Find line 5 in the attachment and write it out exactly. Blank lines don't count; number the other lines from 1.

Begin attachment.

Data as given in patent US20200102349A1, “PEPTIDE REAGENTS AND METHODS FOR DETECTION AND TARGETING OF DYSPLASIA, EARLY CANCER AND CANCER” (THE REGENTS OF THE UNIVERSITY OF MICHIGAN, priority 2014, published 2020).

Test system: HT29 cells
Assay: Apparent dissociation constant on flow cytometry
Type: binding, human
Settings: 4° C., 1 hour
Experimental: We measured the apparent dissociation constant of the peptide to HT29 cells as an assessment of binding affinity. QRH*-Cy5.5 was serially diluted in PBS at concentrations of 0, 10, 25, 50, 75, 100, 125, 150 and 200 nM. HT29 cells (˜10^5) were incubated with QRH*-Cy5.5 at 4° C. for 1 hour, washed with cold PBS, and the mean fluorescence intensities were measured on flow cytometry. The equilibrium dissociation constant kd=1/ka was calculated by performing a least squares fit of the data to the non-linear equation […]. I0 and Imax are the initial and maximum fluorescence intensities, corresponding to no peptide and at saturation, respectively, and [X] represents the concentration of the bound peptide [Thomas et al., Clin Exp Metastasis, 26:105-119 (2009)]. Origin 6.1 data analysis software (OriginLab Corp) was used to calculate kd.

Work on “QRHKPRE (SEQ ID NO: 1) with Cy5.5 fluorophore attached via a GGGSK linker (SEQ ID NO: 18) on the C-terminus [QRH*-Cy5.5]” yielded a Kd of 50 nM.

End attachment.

Settings: 4° C., 1 hour